A big topic of conversation has been how FAT I am… Some people have said it to my face and others have said it to Jean.
“Oh she’s been eating cake” “Oh she’s been eating too much sawaba (sweet dish with coconut milk)”.
It doesn’t really work to say “Well I’ve had a baby” as local women don’t tend to get fat. I noticed a local woman breastfeeding her baby, 1 month younger than mine. She pulled up her top to reveal a flat stomach. I chose breastfeeding tops that open only at the breast to keep those rolls of fat covered
To put this in perspective for Westerners I am at most a stone (14 lbs or 6 kilos) heavier than when I left. This is not unusual for Western women who have had babies.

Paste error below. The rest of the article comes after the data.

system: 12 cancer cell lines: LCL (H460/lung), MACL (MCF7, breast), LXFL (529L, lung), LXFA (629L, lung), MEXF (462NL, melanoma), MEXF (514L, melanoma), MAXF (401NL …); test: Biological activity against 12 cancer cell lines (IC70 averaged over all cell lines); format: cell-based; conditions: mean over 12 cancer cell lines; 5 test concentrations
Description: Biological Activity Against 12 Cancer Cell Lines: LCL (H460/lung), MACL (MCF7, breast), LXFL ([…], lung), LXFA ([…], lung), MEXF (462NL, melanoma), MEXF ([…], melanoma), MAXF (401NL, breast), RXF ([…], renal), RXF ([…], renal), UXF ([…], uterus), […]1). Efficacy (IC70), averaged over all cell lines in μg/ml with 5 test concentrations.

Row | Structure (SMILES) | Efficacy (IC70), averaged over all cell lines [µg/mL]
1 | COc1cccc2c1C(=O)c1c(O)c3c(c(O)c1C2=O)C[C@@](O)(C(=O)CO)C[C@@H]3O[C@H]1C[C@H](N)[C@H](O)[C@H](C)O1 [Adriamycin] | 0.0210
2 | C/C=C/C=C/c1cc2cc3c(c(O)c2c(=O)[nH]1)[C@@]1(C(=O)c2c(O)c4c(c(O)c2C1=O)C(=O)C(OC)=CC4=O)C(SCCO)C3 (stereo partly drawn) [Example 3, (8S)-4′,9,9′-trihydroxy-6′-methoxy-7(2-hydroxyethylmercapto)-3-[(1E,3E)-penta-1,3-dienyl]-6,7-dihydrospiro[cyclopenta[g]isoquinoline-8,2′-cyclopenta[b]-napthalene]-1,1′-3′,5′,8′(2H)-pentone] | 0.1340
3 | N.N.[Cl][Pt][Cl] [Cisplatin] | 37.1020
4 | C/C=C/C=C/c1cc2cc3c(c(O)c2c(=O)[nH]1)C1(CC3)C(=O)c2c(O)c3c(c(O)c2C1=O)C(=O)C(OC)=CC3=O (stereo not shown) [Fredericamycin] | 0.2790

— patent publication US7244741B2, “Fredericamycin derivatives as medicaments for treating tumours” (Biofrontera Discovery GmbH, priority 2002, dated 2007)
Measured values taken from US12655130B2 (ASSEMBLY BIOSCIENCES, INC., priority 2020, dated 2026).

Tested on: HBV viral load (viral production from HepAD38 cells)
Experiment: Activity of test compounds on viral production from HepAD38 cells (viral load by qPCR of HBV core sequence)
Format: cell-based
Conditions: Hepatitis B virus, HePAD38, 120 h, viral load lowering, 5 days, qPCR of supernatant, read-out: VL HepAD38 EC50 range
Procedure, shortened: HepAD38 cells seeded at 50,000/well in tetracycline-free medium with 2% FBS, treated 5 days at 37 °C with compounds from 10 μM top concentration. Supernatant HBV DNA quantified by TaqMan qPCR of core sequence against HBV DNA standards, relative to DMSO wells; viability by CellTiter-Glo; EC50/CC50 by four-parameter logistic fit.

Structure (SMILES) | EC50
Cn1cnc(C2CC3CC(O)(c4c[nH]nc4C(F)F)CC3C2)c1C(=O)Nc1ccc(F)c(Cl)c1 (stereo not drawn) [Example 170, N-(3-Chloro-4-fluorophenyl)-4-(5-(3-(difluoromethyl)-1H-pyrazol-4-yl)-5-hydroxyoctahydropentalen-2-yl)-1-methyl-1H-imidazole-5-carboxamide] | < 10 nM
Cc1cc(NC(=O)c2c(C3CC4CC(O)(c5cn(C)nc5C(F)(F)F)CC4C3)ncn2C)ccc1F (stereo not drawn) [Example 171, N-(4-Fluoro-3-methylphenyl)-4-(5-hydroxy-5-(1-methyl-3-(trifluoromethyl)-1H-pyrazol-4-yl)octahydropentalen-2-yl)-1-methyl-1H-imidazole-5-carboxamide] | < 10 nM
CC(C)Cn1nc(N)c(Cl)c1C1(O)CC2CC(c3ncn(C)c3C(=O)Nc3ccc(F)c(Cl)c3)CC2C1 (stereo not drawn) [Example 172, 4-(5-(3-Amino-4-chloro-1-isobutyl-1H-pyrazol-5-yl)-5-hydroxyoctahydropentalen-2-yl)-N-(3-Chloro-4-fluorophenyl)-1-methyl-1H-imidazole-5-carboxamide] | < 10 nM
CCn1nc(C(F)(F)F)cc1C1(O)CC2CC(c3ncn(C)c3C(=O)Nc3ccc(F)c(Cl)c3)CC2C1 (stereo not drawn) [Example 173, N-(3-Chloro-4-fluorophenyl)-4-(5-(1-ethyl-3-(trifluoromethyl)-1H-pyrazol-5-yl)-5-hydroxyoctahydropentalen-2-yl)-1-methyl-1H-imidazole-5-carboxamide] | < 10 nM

But a splendid source of conversation for Malagasys.
Most English women would be horrified for someone to say this about them. Luckily I am used to Malagasys commenting on weight and am not sensitive about it. If Malagasys come into contact with Westerners a lot, someone normally needs to point out that it’s not acceptable to talk about someone as fat.
It’s not that fatness is revered here – people appreciate a fit, slim figure in both men and women. It’s just not seen as such a highly sensitive issue. Also people point out things that are obvious but undesirable (such as spots).
I expected to lose weight here but I seem to be gaining it. This is a mix of not being very active, Jean cooking big meals and me sucking condensed milk out of the can. I read today that condensed milk has 8 tablespoons of sugar in one can.
Can I possibly claim that I’ve just swollen up with the heat?